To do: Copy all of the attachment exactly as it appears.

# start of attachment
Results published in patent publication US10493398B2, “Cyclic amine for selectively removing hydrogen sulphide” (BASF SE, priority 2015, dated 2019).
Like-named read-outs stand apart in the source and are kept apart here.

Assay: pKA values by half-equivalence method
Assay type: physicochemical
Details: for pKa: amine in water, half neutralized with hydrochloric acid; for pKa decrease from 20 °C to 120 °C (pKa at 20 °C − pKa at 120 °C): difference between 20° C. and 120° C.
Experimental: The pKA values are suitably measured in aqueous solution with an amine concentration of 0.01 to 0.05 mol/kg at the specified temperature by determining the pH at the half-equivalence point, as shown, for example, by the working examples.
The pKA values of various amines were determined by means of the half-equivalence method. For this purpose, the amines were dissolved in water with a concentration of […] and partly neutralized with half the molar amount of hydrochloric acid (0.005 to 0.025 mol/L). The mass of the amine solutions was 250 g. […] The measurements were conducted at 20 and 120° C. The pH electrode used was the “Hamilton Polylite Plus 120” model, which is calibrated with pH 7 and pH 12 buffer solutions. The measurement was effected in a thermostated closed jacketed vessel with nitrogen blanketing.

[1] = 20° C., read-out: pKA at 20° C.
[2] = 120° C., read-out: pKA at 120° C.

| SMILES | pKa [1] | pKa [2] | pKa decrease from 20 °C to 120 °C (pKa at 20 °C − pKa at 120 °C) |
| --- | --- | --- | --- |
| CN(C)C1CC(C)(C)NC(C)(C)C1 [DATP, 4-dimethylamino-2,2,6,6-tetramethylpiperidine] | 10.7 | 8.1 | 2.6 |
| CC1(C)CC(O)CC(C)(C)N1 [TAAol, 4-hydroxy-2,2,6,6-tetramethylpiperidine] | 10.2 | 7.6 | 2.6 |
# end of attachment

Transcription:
Results published in patent publication US10493398B2, “Cyclic amine for selectively removing hydrogen sulphide” (BASF SE, priority 2015, dated 2019).
Like-named read-outs stand apart in the source and are kept apart here.

Assay: pKA values by half-equivalence method
Assay type: physicochemical
Details: for pKa: amine in water, half neutralized with hydrochloric acid; for pKa decrease from 20 °C to 120 °C (pKa at 20 °C − pKa at 120 °C): difference between 20° C. and 120° C.
Experimental: The pKA values are suitably measured in aqueous solution with an amine concentration of 0.01 to 0.05 mol/kg at the specified temperature by determining the pH at the half-equivalence point, as shown, for example, by the working examples.
The pKA values of various amines were determined by means of the half-equivalence method. For this purpose, the amines were dissolved in water with a concentration of […] and partly neutralized with half the molar amount of hydrochloric acid (0.005 to 0.025 mol/L). The mass of the amine solutions was 250 g. […] The measurements were conducted at 20 and 120° C. The pH electrode used was the “Hamilton Polylite Plus 120” model, which is calibrated with pH 7 and pH 12 buffer solutions. The measurement was effected in a thermostated closed jacketed vessel with nitrogen blanketing.

[1] = 20° C., read-out: pKA at 20° C.
[2] = 120° C., read-out: pKA at 120° C.

| SMILES | pKa [1] | pKa [2] | pKa decrease from 20 °C to 120 °C (pKa at 20 °C − pKa at 120 °C) |
| --- | --- | --- | --- |
| CN(C)C1CC(C)(C)NC(C)(C)C1 [DATP, 4-dimethylamino-2,2,6,6-tetramethylpiperidine] | 10.7 | 8.1 | 2.6 |
| CC1(C)CC(O)CC(C)(C)N1 [TAAol, 4-hydroxy-2,2,6,6-tetramethylpiperidine] | 10.2 | 7.6 | 2.6 |